Job losses hitting men harder than women

NEW YORK Thu Jan 22, 2009 7:59am EST

Joseph Sullivan fills out a form at the Verdugo Jobs Center, a partnership with the California Employment Development Department, in Glendale, California November 7, 2008. REUTERS/Fred Prouser

Joseph Sullivan fills out a form at the Verdugo Jobs Center, a partnership with the California Employment Development Department, in Glendale, California November 7, 2008.

Credit: Reuters/Fred Prouser

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NEW YORK (Reuters) - The economic crisis is hitting men much harder than women in the workplace, largely because male-dominated industries like construction and transportation are bearing the brunt of job losses, figures show.

Women, meanwhile, dominate sectors that are still growing, like government and healthcare, experts said.

"It's men that have taken the hit," said Andrew Sum, director of the Center for Labor Market Studies at Northeastern University in Boston. "It's been an overwhelmingly male phenomena."

Four-fifths of the 2.74 million people who lost their jobs between November 2007 and November 2008 were men, Sum said.

The biggest losses came in construction, where men comprise 87 percent of the work force, he said. Large losses also came in manufacturing and wholesale trade, where men make up more than two-thirds of the work force, he said.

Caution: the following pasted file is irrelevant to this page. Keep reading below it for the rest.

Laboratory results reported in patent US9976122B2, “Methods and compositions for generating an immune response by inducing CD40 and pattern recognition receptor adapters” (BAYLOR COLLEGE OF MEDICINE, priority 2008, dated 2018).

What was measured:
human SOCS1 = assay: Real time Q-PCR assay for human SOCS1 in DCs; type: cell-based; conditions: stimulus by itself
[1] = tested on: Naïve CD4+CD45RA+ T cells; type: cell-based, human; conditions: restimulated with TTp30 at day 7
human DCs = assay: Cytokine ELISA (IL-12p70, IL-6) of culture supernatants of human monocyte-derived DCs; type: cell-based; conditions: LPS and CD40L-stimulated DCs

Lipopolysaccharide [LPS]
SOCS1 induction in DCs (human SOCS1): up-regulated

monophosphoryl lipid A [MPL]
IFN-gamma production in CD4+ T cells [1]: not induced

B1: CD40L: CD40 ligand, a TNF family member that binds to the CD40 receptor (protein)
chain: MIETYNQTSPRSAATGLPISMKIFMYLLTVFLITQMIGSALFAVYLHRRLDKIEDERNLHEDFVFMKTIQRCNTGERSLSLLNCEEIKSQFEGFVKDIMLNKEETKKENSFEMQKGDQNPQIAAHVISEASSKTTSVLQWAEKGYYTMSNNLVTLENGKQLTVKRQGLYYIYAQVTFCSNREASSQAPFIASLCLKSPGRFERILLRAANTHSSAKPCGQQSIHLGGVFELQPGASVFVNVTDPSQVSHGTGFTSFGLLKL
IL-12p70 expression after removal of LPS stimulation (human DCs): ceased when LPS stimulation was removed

"Males were dominant in sectors that were taking a bad hit," he said. "It's men and the blue-collar jobs. It's overwhelming."

According to the U.S. Bureau of Labor Statistics, men's employment as a ratio of the population dropped by 2.7 percent, while the ratio among women's dropped 0.8 percent from December 2007 to December 2008. The unemployment rate among men rose to 7.9 percent from 5.0, while among women, it rose to 6.4 percent from 4.8 percent, the agency said.

The gap between men's and women's unemployment is the highest since 1983, said Heather Boushey, senior economist at the Center for American Progress.

"The recession started with the collapse of the housing bubble," Boushey said. "Clearly we've seen significant layoffs in the construction industry and other sectors, and that really has been driving this problem."

Meanwhile, women are strongly represented in sectors that are still growing, experts noted.

Health and education sectors -- where three-quarters of workers are women -- added 536,000 jobs, Sum said.

Women office workers, like receptionists and clerical workers, have suffered losses. The sector, more than 70 percent female, has lost about 800,000 jobs, Sum said.

Women accounted for 102,000 of the 134,000 lost in the financial sector, Boushey said. But job loss in that industry has been relatively small, compared to manufacturing jobs, she said.

Women may see more job losses ahead in the financial sector, where they hold about 59 percent of jobs, Sum said.

"They're just beginning to lay off," he said. "I expect to see more business-related losses in the months ahead."

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